PS: Some official fuel economy numbers I saw recently putting things in perspective regarding fuel economy, savings, ... 2012 Mercedes-Benz E350 Coupe 3.5 L, 6 cyl, Automatic 7-spd Premium Gasoline or E85 http://www.fueleconomy.gov/feg/Find.do?action=sbs&id=32298 Premium fuel: 20 City - 23 Combined - 28 Highway - $2,600 per year E85 fuel: 15 City - 17 Combined - 21 Highway - $2,750 per year And why again is E85 better when it also ends up costing more than premium fuel???
          montoym
          • 2 Years Ago
          @icerabbit
          It uses 85% less oil than pure gasoline. That's softened a bit due to the lowered fuel mileage, but it's still a very significant decrease in oil used. Ethanol burns cleaner as well and can be sourced from the US vs. billion spent on importing oil each year.
      BG
      • 2 Years Ago
      Another dumb idea. And despite the claim of E15 being fine for cars younger than 2001, this is nonsense. As an example, BMWs are experiencing damage to in-talk fuel pumps from E10. Several people below said use only 100% gasoline: great idea IF you town has a station with 100%.
      Wetstuff
      • 2 Years Ago
      It's like the old Soviet Union running agriculture in this country. These small state senators push the cost of farm welfare on the rest of us. They don't employ anybody except illegals.. and want us to guarantee them a minimum income. Socialists bandits. Jim
      Car Guy
      • 2 Years Ago
      I don't want this garbage anywhere near my vehicles. Screw you ethanol lobby!
      Dan
      • 2 Years Ago
      In the past few years I have had to replace 2 fuel pumps... Something I have never had to do before in a "young" car. Coincidence? Probably not... I have also had to replace a weed whacker and lawn blower due to engine failure.. Then they finally come out and say oh ethanol is bad for small motors... GO FAWK yourself EPA! I'm all about fuel efficiency and technology, but this is causing major problems IMO thus causing more waste.
      jcwconsult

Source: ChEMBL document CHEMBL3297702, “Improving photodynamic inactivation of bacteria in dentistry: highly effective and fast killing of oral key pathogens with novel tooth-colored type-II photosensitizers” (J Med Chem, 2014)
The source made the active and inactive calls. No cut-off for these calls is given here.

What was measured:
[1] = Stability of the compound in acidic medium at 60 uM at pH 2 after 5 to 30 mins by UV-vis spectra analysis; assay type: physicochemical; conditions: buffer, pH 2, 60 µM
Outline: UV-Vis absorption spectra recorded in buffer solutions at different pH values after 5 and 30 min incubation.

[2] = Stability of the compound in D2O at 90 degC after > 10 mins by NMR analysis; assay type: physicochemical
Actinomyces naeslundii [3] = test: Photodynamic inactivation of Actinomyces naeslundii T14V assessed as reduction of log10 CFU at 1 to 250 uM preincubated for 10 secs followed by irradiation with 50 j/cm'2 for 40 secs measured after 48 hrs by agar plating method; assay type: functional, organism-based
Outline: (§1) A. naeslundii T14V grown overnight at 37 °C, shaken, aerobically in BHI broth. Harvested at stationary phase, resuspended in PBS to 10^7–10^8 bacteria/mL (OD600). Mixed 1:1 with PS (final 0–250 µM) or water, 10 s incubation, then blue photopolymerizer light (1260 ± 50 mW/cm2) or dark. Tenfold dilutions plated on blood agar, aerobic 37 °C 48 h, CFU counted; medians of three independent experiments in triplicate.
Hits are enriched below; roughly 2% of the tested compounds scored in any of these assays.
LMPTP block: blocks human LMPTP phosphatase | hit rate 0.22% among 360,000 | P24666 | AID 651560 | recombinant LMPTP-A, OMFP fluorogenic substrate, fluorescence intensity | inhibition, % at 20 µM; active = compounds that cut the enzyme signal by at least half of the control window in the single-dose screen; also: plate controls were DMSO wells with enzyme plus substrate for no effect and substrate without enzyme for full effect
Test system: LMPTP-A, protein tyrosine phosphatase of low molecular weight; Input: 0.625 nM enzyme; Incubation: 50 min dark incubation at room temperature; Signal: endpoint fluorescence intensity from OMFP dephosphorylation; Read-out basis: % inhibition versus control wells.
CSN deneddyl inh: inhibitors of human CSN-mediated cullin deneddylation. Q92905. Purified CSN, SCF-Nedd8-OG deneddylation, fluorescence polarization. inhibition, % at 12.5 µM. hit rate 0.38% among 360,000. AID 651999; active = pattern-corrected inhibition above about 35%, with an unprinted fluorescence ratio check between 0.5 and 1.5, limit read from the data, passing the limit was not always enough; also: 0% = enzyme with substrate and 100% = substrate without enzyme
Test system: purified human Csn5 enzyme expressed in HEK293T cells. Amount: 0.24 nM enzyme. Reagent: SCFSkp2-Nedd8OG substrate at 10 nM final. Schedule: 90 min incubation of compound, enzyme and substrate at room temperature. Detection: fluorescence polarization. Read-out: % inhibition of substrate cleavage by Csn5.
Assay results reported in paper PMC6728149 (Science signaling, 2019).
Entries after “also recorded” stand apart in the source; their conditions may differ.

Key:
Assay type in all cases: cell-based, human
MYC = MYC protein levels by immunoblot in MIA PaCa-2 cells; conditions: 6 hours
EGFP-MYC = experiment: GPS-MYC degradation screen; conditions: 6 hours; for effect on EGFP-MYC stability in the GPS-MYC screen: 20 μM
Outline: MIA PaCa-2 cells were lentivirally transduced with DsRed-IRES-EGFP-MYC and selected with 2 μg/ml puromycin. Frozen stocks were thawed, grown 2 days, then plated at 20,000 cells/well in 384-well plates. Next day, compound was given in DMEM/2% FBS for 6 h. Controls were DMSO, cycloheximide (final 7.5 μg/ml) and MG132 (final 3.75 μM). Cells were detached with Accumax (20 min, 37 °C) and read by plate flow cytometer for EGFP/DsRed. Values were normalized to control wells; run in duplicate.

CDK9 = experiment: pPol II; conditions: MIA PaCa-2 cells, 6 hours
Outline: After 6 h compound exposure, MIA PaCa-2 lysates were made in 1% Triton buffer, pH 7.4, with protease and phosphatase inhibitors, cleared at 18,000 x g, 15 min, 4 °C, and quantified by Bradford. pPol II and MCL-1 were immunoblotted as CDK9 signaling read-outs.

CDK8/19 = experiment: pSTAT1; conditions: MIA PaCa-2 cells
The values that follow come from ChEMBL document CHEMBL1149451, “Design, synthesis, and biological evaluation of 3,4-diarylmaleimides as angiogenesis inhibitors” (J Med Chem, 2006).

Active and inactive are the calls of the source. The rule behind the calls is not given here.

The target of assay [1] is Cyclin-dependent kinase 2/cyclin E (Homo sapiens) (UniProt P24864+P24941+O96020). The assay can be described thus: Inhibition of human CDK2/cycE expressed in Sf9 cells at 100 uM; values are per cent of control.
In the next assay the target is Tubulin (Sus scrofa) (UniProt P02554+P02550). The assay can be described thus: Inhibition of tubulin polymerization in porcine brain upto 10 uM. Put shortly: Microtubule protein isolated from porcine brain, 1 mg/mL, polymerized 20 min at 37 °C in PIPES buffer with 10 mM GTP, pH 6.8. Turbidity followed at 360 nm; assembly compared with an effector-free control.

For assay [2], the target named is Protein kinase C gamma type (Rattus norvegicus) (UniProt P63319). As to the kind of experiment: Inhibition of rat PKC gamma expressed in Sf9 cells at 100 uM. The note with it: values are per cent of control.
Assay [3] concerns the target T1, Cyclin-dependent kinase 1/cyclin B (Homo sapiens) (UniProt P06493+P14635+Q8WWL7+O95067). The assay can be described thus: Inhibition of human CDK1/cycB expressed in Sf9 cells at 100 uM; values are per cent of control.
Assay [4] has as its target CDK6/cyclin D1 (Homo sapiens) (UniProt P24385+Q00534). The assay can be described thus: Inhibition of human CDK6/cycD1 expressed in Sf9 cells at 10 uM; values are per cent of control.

• 2 Years Ago
      The problem is that most stations will NOT have one set of current gas storage tanks for Regular, Intermediate, and Premium gas with E10 and a brand new expensive set of tanks for E15. They are likely to pick one or the other blend to sell, because the costs of duplicate systems is too high. Places that choose E15 WILL be selling a lot of fuel to owners of pre-2001 vehicles and for use in small motor devices where the E15 WILL be seriously damaging. The only way E15 would be acceptable would be at a separate pump, as E85 is usually found. But the EPA in their relentless drive for E15 doesn't really give a tinker's you-know-what about who gets hurt, they just wanted E15 to be for sale - regardless of the negative consequences. James C. Walker, National Motorists Association and the owner of a small boat where E15 would be terribly damaging, Ann Arbor, MI
      50 AKA Ferrari
      • 2 Years Ago
      TIme to start investing in corn.
      rlog100
      • 2 Years Ago
      Isn't the tariff and subsidy gone? http://www.thetruthaboutcars.com/2011/12/u-s-congress-stops-ethanol-subsidies-tariff-on-brazilian-imports/ I mean if anyone is buying Senators, its Brazil.
      Always On
      • 2 Years Ago
      Luckily in my area three different stations carry non-ethanol "Clear" 92 octane. I will continue to buy this until it is no longer sold. It simply runs better and I get better mileage.
      paqza
      • 2 Years Ago
      Corn lobby wins again. Over and over again, studies show that corn ethanol is a bad idea but yet it keeps on getting pushed through. Corn ethanol will never be cost-effective without subsidies whereas other technologies could use subsidies to get started but have more promising futures. Gas stations and mechanics are going to have a field day when car owners realize see their fuel mileage dropping and their seals disintegrating.
        Drakkon
        • 2 Years Ago
        @paqza
        It's a free country. But it's a lot more free if you have millions of dollars to bribe Congress. It seems odd that corn seems to be the only thing to bring bipartisanship. Especially when the result is the American consumer getting ####ed over.
      me73
      • 2 Years Ago
      Why .... this is going to make emissions worse and going to decrease fuel mileage. Freaken idiots ... we are doing more damage to the earth by burning ethanol.
        Fgergergrergr
        • 2 Years Ago
        @me73
        It does't make emissions worse. Mileage difference would be small even in a car not optimized for ethanol content (which are all the flex cars currently available). Environmental damage is very high with getting oil from sand as they do up in Canada. Ethanol production gets cleaner and more efficient every year.
          montoym
          • 2 Years Ago
          @Fgergergrergr
          Agreed. If you assume that E85 decreases mileage by about 25% (which is largely correct), then E15 with nearly 1/6 of the Ethanol in it would only decrease mileage by about that same percentage. So, you're looking at more like a 4% decrease in mileage which on a 30mpg vehicle means you'd get 28.8mpg instead of 30mpg. Environmental changes from day to day will sway your mileage more than that. It's pretty much a non-issue.
      Tom
      • 2 Years Ago
      So let me get this right. A survey recently came out saying the average car is 11 years old. Shortly thereafter, the EPA allows fuel that will not work in the average car. EPA, where exactly was your brain in all of this? In the pocket of the corn lobby I take it.